Why are numbers of Japanese international students declining?
University exchange students Hsiao Yu Hsun (R) and Tsai Yi Chun (L) from Taiwan look at goldfish during a press preview of the 2016 EDO Nihonbashi Art Aquarium exhibition in Tokyo on July 7, 2016. Source: AFP

International students are flocking to Japan in droves. For the fifth year running, international student numbers were found to have increased again in 2018.

What’s more, a majority of international students who’ve done their degrees in Japan continue to stay on for employment or other study.

But not much is happening in the opposite direction. The number of Japanese students completing their studies abroad dropped from a peak of 82,945 in 2004 to 57,501 in 2011, OECD data shows.

According to Kobayashi Akira, Associate professor at the School of Global Japanese Studies, Meiji University, Japan’s aging population is one factor. Japan’s population of 18-year-olds fell by 20 percent during the same period.

“The prime driver of study abroad today is individual interest, not government policy,” he wrote in a recent article on Nippon.com. “I believe the main obstacles are economic restraints, conflict with job-hunting activities, linguistic anxiety, and fixed ideas among educators.”

Declining disposal income in Japan has meant studying overseas has become a “significant economic hurdle” in recent decades, wrote Akira. “I sense the desire is there, but many balk when faced with steep fees on top of their already high Japanese tuition.”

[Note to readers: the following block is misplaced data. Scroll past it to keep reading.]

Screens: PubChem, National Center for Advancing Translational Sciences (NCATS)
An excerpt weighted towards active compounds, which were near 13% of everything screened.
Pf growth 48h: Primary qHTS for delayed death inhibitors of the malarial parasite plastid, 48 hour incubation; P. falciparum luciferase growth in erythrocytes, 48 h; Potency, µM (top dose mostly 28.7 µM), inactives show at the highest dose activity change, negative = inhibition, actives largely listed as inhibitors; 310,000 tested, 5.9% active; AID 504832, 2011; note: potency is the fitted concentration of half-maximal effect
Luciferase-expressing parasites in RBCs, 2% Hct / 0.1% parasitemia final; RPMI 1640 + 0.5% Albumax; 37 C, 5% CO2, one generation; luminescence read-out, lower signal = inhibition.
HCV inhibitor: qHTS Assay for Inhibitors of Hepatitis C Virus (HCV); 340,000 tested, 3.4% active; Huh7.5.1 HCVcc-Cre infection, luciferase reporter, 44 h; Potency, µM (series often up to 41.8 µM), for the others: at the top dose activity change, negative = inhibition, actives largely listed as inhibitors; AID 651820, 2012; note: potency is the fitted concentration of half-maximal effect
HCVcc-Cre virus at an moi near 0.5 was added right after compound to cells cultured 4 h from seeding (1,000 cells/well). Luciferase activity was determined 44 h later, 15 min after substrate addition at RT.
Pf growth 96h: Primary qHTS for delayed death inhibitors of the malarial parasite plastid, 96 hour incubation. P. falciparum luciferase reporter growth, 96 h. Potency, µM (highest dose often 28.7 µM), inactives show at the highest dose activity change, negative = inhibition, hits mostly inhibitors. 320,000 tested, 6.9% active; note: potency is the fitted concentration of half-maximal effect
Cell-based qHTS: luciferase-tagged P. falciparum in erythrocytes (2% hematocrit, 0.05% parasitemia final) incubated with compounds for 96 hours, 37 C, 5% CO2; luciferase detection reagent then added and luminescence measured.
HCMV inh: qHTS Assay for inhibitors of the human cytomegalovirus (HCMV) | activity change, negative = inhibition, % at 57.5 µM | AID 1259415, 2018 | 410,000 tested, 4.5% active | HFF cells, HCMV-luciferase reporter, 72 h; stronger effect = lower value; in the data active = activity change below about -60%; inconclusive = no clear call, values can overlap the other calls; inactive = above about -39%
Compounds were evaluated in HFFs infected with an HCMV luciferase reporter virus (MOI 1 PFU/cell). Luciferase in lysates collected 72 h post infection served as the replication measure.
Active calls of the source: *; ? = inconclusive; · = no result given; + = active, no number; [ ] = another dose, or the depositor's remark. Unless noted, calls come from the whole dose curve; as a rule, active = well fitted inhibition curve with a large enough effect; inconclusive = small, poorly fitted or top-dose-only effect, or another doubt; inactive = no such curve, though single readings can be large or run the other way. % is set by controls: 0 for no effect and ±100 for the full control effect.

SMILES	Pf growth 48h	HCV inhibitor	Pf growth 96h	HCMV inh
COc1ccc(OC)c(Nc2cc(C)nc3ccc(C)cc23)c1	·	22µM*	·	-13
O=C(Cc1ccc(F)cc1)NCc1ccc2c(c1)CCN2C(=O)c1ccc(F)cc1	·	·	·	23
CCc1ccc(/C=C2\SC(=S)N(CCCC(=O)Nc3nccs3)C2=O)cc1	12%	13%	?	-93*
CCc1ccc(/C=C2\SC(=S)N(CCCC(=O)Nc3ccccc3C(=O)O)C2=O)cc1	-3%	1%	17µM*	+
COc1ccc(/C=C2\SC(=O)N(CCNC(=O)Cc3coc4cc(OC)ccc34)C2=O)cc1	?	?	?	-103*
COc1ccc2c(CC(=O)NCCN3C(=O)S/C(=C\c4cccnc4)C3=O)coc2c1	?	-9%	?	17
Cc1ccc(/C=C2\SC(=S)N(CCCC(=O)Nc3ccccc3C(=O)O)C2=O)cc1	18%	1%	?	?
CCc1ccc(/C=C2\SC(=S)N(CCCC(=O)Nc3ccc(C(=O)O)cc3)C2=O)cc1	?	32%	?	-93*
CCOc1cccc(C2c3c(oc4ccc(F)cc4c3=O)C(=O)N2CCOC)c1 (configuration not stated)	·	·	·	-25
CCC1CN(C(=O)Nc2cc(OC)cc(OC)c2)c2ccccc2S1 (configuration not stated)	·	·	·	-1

Japanese firms’ desire for fresh graduates also contradicts with overseas study, he argued. While Japanese students should be beginning their job search in year three or four of their degree, this is also the ideal time to study abroad, thus creating a conflict.

Confidence in foreign language use is another factor. “Despite spending years learning English at school and enduring grueling language exams, many students feel anxiety about their linguistic ability. They are not confident about taking regular courses for credit or even getting by in everyday life in a foreign country.”

Finally, argued Akira, Japan’s educators often believe that studying abroad is only for elite students.

“If young Japanese turn inward they risk being written off by the rest of the world as cultural recluses. Now is the time to give Japan’s students an international outlook through study abroad,” he concluded.

“Now is the time for industry, government, and academia to provide systems to support them.”

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